Vapes harm our health and the world we live in. Learn more at notanexperiment.ca
Nicotine is a highly addictive chemical found in tobacco plants. Nicotine is a stimulant that affects the central nervous system, and repeated exposure to nicotine can lead to dependence.
Examples of nicotine products include cigarettes, nicotine gum, vapes, and nicotine pouches. Some nicotine products are regulated in terms of how they can be sold and marketed, but this does not currently apply to all products.
Nicotine pouches have been approved as a smoking cessation aid without evidence of their effectiveness. Although Health Canada has stated that nicotine use during adolescence can have damaging effects on brain development, and they are not recommended for individuals under 18 years of age, they can be sold without requirements for age verification. Their widespread availability has the potential to lead to young people becoming addicted at an early age.
Electronic cigarettes, also known as e-cigs or vapes, are battery-powered devices that heat liquid (e-liquid) into a vapour that is inhaled by the user.
Here’s what you should know about these products:
- Ingredients in the e-liquid vary from product to product, but are usually made up of propylene glycol, glycerin, flavouring, and in many cases highly addictive nicotine.
- E-cigarettes are available in many shapes and sizes, and simulate the act of smoking.
- They can also be used to vapourize cannabis.
- E-liquid can be produced in almost any flavour, these flavours can be attractive to youth and can attract non-smokers to try e-cigarettes.
The potential health risks of vaping are not yet known because these products have not been on the market long enough to study the short- and long-term health effects. People who do not smoke should not start vaping.
Some ingredients in e-liquid include propylene glycol and diacetyl which can irritate the lungs. The most common side effects of using e-cigarettes are:
- sore throat
- dry cough
The production of vapour products is not controlled, which means these products are not completely checked for safety and quality by Health Canada. Vapour from these products can contain formaldehyde and heavy metals like cadmium, nickel, zinc, and lead.
Vapour released into the air can result in second-hand exposure to vapour compounds. For more information on the risks of vaping visit Health Canada’s website.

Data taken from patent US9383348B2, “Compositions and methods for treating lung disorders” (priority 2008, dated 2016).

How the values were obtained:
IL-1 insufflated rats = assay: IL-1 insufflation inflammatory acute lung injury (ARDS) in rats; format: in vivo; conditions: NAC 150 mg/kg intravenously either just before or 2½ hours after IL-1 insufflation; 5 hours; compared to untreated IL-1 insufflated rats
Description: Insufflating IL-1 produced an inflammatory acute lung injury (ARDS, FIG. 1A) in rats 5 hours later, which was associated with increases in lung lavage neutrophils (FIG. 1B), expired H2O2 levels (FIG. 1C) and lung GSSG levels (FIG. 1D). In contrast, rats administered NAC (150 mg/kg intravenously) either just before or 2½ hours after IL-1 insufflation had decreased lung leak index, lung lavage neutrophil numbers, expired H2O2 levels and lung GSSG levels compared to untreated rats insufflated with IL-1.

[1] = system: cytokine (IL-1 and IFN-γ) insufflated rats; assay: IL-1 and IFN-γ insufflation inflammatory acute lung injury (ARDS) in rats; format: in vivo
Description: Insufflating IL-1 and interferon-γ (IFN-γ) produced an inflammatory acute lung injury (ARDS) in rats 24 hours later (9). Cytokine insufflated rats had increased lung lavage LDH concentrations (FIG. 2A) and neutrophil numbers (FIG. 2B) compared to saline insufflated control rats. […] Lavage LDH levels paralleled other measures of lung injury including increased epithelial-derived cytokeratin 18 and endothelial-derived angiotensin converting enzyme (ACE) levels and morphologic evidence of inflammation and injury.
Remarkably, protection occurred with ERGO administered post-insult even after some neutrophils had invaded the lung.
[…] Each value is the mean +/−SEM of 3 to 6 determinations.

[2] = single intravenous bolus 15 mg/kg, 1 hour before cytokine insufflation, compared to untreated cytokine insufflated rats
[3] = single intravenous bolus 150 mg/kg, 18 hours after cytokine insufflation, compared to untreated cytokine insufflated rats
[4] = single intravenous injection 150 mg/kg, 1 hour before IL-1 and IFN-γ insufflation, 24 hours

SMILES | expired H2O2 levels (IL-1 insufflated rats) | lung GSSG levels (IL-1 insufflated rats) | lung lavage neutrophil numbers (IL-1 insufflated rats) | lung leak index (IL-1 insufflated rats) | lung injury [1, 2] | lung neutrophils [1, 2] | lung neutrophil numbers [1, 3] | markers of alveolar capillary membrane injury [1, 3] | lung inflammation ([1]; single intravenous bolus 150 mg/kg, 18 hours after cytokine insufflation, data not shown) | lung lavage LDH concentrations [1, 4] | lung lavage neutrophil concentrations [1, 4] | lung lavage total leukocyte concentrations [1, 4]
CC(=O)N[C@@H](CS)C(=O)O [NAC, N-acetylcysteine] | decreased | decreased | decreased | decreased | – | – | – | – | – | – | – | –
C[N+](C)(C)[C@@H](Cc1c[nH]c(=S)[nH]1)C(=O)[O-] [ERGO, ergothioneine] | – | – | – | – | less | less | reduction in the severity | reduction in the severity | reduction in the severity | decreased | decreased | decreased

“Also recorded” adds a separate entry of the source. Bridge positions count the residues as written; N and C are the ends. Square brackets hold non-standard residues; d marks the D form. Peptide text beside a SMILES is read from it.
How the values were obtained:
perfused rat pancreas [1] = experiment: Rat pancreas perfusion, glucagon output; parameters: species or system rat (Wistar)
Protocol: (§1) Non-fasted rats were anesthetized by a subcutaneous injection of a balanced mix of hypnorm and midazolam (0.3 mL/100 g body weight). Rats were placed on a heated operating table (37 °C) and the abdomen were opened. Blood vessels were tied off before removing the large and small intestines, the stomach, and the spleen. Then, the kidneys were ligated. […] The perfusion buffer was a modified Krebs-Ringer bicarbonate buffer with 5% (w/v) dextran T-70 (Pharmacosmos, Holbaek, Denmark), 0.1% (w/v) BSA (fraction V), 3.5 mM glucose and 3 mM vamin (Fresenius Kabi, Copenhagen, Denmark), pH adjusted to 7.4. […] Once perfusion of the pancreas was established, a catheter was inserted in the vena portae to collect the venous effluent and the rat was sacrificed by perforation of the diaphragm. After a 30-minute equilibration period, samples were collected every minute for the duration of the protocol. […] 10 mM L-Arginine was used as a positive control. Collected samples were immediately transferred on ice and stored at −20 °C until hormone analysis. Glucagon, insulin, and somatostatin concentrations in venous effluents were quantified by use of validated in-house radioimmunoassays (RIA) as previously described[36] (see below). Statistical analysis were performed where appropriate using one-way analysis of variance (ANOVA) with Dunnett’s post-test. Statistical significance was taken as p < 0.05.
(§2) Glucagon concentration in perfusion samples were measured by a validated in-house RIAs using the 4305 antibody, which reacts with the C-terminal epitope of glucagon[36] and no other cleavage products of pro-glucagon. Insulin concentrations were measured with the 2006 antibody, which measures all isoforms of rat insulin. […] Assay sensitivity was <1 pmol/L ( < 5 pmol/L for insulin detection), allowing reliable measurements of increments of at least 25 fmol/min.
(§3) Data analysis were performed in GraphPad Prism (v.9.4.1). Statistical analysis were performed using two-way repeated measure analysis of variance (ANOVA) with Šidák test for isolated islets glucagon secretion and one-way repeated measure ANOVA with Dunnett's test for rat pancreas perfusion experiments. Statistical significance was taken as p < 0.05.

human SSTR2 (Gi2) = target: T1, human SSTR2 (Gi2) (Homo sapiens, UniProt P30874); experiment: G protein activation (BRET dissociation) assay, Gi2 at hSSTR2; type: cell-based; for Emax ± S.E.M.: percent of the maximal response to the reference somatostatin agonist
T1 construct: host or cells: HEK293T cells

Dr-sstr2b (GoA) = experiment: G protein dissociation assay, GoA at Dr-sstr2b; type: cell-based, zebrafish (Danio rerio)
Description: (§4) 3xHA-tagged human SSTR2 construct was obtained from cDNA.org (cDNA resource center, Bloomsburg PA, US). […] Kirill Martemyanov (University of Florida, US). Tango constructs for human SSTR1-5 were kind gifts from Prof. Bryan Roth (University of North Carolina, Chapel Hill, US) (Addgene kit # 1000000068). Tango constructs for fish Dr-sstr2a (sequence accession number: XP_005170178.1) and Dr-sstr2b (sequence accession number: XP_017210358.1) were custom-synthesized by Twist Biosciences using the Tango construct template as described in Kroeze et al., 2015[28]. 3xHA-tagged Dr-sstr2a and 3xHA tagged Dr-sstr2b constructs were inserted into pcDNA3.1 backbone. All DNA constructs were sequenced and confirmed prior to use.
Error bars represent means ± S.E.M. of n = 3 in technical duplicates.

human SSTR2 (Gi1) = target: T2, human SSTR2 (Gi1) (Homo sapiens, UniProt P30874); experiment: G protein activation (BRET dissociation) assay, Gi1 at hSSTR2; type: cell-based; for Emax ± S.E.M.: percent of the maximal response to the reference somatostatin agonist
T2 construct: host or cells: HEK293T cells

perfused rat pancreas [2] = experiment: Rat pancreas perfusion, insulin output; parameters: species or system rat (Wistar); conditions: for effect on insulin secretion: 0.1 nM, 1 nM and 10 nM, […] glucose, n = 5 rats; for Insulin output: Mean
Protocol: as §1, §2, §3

Under the Smoke-Free Ontario Act, 2017 it is illegal to:
- Sell or supply of e-cigarettes to persons under the age of 19.
- Use of an e-cigarette to vape any substance in all enclosed public spaces and enclosed workplaces, as well as additional prohibited places, such as children’s playgrounds, on and within 20 metres from the perimeter of school grounds and recreational facility property, and on and within 9 metres of bar/restaurant patios.
It’s also important to be aware of local municipal by-laws that further restrict areas where vaping is permitted.
Since many e-juices contain nicotine, those who do not smoke, should not start vaping. It’s more important for some individuals especially youth, young adults, pregnant women, and those planning on becoming pregnant should avoid the use of e-cigarettes and exposure to second-hand vapour.
From August 2017 to August 2018 there was a 74% increase in vaping among youth aged 16-19 years in Canada, with vaping increasing from 8.4% to 14.6% in the past 30 days.1 Studies have shown that teens who use vapour products are more likely to start smoking tobacco and smoke more intensely.1,2,3
The young brain is still developing making it more at risk to nicotine. Using e-cigarettes that contain nicotine can lead to a nicotine addiction. Nicotine like cannabis can harm parts of the brain that help people learn, concentrate, and control impulses.
1. Hammond D, Reid JL, Rynard VL, Fong GT, Cummings KM, McNeill A, et al. Prevalence of vaping and smoking among adolescents in Canada, England, and the United States: repeat national cross-sectional surveys. BMJ 2019 Jun 20;l2219.
2. Boak, A. Hamilton, H. A., Adalf, E. M., & Mann, R. E. (2017). Drug use among Ontario students, 1977-2017: Detailed findings from the Ontario Student Drug Use and Health Survey
3. National Academies of Sciences, Engineering, and Medicine. (2018). Public health consequences of e-cigarettes.Washington, DC: The National Academies Press. Retrieved from https://doi.org/10.17226/24952
Do you want to talk to your teen about vaping and using nicotine products? Try the following tips:
- Inform yourself about vaping products, nicotine products, and their risks. Discuss the facts with your teens and correct any of their misconceptions.
- Don’t be afraid to get support. Ask a healthcare provider to talk to your teen. You can also encourage teens to talk to other trusted adults like family members, teachers, or coaches who are aware of these products and their risks.
- Don’t expect to have just one conversation. As your teen grows, conversations might change. You may find that they lead to other important discussions around alcohol, cannabis, tobacco, or other risky health behaviours.
Visit the following links for more information about vaping: